A very British call to arms: BBC Horizon’s pill documentary

The pill documentary

By Sophie Thefaut Taylor

Last Wednesday night, the BBC broadcasted ‘The Contraceptive Pill: How Safe Is It?’ fronted by Dr Zoe Williams, GP. It was a sorely needed, measured reflection, after nearly 60 years of disoriented public health conversation on the UK’s most popular form of contraceptive. And, in being so, it was a quiet call to arms.

Misinformation and missing information

There are two different aspects to public concern about the ‘safety’ of the pill that the documentary helped to iron out. There are the unfounded scare stories, and the genuinely troubling side effects that, although widespread, have gone unrecorded by the NHS.

The first is a result of the current news media climate. The most popular, profitable outlets are sustained by clicks on shock-factor headlines that distort scientific research in order to prey off female insecurities. This makes it possible, as one of the documentary participants noted, for the same newspaper to publish articles with contradictory views on “whether the pill is good or bad.”

We see her scrolling through The Sun’s hot pink-stained ‘Fabulous’ women’s magazine section, between a headline that warns hormonal contraception can increase cancer risk “more than experts first feared”, and another that celebrates “Endometriosis and 5 other conditions the pill can help treat.”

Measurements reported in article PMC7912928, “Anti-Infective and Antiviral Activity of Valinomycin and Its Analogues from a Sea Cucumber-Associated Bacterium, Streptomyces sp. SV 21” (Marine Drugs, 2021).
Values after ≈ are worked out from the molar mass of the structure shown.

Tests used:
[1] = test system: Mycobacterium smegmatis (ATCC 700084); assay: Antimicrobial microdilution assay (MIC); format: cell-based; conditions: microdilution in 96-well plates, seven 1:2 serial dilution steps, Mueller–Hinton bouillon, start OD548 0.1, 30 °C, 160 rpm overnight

The programme explains that negative headlines often exaggerate findings on an increased relative risk of breast cancer on the pill, which, they remind us, is 20%. In absolute terms, 13 more women for every 100,000 per year develop breast cancer whilst on the pill than would otherwise.

This additional risk declines every year they are not on the pill, while a woman’s risk of cervical, endometrial, and colorectal cancer actually decreases on the pill. And so, Dr Zoe assures us, pill users certainly don’t have an increased risk of cancer compared to non-users.

Obscuring this type of information from women is a huge violation of our autonomy, yet it seems such an obvious thing to be explaining

The second aspect of public concern over pill safety is fear surrounding its perhaps lesser known side effects. I’ve suffered from water retention as a result of hormonal contraception (with my feet shrinking one and a half sizes when I came off the first pill I took) and so it was particularly interesting to hear Professor Philip McTernan explain that he’s found all hormonal contraceptives, whether oestrogen-based, progesterone-based, or combined, to increase fluid retention. It’s essential to build awareness and understanding of women’s experiences of side effects on the pill, to undercut myths and misinformation while helping women understand risk in its true context.

The documentary also spoke to Professor Ojvind Lidegaard from the University of Copenhagen, who helped produce a 2016 study of over one million women which concluded that hormonal contraceptive use was associated with a first-time diagnosis of depression. The study also found that a hormonal contraceptive user’s risk of suicide was three times that of a non-user.